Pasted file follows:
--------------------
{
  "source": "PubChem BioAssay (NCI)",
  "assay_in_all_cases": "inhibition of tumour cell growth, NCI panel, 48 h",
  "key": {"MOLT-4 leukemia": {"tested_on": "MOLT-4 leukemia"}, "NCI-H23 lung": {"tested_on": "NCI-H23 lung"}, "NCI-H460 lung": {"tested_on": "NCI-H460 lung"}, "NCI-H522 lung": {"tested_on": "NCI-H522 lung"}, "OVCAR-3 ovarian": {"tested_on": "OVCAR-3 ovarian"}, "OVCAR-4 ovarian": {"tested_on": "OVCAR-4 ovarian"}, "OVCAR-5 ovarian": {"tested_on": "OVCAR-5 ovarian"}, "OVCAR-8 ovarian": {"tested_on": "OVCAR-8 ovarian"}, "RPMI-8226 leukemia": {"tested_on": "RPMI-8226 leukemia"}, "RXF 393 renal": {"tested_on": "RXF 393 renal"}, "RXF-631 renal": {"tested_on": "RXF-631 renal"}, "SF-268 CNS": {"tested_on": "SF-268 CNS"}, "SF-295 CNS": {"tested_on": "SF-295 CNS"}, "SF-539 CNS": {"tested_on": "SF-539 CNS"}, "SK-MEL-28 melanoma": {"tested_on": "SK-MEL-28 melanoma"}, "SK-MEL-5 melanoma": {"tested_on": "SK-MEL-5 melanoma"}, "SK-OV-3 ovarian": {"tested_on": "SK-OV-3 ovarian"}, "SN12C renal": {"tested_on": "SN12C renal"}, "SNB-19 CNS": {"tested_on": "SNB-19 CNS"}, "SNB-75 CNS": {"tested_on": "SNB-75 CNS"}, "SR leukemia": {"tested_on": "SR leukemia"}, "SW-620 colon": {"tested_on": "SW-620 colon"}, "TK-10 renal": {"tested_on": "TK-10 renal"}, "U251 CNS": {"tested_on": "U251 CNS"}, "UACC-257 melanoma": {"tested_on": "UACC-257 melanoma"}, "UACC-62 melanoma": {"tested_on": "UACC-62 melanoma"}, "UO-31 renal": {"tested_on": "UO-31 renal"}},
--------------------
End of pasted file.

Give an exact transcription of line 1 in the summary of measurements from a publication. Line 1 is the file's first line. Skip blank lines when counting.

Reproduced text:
{